“Exploiting Modern C++” is a two-day training course with programming exercises taught by Matthew Butler. It is offered at the Gaylord Rockies from 9AM to 5PM on Saturday and Sunday, September 21st and 22nd (immediately following the conference). Lunch is included.
Writing secure code is often shrouded in mystery. But writing secure code begins with writing high-quality code. If you write high-quality, bug-free code you are most of the way to having secure code by default. The difference between a garden variety bug and a security vulnerability lies in how close that bug is to an attack surface. In this class we’ll learn how to design, write, review and test code to its highest quality in the context of software security. In the process we’ll learn how to build highly dependable, secure systems.
So, how do hackers penetrate a system written in Modern C++ that’s been extensively code reviewed and tested?
How do small bugs become the gateway for massive security breaches?
How do you recognize security vulnerabilities during code reviews?
What tools are available for testing a system from a security point of view?
In this hands-on course, you’ll discover the answers to all of those questions and more as you exploit a live system written in Modern C++. The vulnerabilities we’ll explore are drawn from real-world examples that were exploited by real-world hackers. All had real-world consequences. You probably have most or all of these in your code base now.
By the end of the course, you will have learned:
- How to identify security vulnerabilities in code you didn’t write.
- What tools and techniques hackers use to exploit those vulnerabilities from the outside and from the inside.
- How to analyze a system using threat modeling.
- How to use different testing techniques to expose each vulnerability, including: static analysis, dynamic analysis, fuzz testing, penetration testing.
- How to deploy these design, coding and testing techniques into your own development environments.
We’ll also cover:
- How to build security into Modern C++ applications from the early design stages.
- How code structure and coding decisions affect security outcomes.
- How to design secure systems and write secure code.
- Best practices for writing secure code for an insecure world.
Want to know how hackers see your code and exploit it? After this workshop, you’ll know exactly how they do it. More importantly, you’ll know exactly what to do to stop it.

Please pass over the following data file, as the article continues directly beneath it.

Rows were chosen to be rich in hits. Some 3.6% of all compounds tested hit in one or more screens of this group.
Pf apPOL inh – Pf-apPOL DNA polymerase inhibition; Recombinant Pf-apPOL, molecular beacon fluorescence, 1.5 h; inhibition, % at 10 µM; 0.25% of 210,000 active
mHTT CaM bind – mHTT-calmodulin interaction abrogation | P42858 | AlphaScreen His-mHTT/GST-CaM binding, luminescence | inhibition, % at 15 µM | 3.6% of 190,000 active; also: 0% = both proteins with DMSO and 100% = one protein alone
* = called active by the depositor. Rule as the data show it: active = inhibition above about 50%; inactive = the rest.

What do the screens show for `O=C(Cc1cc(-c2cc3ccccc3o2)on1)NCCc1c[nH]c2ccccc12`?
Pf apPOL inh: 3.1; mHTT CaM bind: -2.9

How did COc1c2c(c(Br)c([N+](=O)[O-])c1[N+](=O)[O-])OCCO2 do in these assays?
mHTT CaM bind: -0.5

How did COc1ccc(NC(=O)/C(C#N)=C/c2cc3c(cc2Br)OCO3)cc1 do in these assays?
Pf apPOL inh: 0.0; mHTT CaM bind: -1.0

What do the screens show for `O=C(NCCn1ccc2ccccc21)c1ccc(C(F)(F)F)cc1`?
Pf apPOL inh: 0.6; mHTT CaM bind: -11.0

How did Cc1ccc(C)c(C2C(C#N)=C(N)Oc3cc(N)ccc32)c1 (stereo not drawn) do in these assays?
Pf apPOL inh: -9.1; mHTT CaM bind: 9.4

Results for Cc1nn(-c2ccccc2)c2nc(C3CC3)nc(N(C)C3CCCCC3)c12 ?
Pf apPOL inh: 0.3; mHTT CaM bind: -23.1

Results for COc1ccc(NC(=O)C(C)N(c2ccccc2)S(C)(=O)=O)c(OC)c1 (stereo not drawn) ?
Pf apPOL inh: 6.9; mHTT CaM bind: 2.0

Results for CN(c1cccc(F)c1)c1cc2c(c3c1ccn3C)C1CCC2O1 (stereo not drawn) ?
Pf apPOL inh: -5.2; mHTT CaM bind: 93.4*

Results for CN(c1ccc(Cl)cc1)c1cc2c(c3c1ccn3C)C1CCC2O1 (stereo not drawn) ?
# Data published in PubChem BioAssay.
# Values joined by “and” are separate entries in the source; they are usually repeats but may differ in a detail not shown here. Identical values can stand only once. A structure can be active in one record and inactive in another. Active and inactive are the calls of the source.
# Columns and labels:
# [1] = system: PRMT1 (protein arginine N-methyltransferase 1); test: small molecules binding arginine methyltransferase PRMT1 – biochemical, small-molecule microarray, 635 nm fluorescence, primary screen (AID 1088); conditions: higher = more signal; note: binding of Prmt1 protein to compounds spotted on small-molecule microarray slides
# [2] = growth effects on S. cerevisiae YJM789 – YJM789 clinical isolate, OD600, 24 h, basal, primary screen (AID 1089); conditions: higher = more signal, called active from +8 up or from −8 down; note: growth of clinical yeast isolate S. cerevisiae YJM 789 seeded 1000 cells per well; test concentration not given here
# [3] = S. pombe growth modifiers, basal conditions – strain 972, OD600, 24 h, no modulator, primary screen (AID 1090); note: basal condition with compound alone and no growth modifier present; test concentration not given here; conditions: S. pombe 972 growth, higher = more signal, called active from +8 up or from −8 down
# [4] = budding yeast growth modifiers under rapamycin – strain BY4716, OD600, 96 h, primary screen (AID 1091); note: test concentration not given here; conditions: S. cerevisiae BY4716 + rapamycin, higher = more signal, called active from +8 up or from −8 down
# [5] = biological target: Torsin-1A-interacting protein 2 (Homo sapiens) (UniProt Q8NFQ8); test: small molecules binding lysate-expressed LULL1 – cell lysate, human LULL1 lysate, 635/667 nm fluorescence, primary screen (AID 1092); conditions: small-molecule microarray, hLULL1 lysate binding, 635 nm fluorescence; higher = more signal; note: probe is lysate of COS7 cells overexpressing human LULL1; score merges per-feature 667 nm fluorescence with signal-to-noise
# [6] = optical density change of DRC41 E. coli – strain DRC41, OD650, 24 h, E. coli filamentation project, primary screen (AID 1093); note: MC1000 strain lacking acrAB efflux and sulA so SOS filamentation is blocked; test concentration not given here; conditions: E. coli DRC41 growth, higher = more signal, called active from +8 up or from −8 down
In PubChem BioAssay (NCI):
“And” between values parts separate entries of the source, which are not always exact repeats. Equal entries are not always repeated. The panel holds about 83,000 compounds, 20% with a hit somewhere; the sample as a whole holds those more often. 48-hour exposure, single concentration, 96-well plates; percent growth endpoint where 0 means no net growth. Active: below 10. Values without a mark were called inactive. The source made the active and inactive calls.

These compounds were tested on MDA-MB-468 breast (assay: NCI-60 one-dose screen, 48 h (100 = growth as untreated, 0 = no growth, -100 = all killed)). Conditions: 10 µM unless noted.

This two day course is a hands-on workshop where students will practice hacking into a system with known vulnerabilities written in Modern C++. Then they’ll use security testing techniques to find those vulnerabilities and fix them.
Lecture: Hacker culture and how hacker’s view systems. Students will learn the mentality of a hacker and what their true goals and objectives are.
Lecture: Threat Modeling and Threat Hunting techniques.
Exercise: Students will threat model the system looking at the system as a whole to identify potential attack vectors and attack surfaces.
Lecture: Code review techniques for security.
Exercise: Students will use code review techniques specific to security vulnerabilities to review source code and learn what to look for in specific types of security vulnerabilities.
Lecture: Penetration techniques and tools.
Exercise: Capture-the-Flag exercise where students will practice hacking the system from the outside just like a hacker would.
Lecture: Basic testing strategies and tools
Exercise: Static Analysis
Exercise: Dynamic Analysis
Exercise: Fuzz Testing
Exercise: Penetration Testing
Lecture: Secure designs, code structure and techniques for writing hardened code.
Exercise: Capture-the-Flag exercise on the now secure system.
Lecture: Best Practices for secure software design
Students should have a basic knowledge of C++ including C++11 and have some experience debugging code.
Students are not required to bring a laptop. However this is an interactive class where we will be working on a running system so a laptop is helpful.
For those using laptops, please have the latest versions of VirtualBox and Visual Studio installed. All other tools will be provided before class begins.
Much of his experience has come in either building systems that defend against attackers or building highly sensitive systems that are targets. He is actively involved in the C++ community and is on various planning committees for C++Now and CppCon as well as being a speaker at both. He is also a member of the ISO C++ Standards Committee.
Over the past thirty years, he has learned the harsh lessons on how we often write systems that fail, not because they don’t scale, but because they aren’t designed to be secure.
He can be reached at firstname.lastname@example.org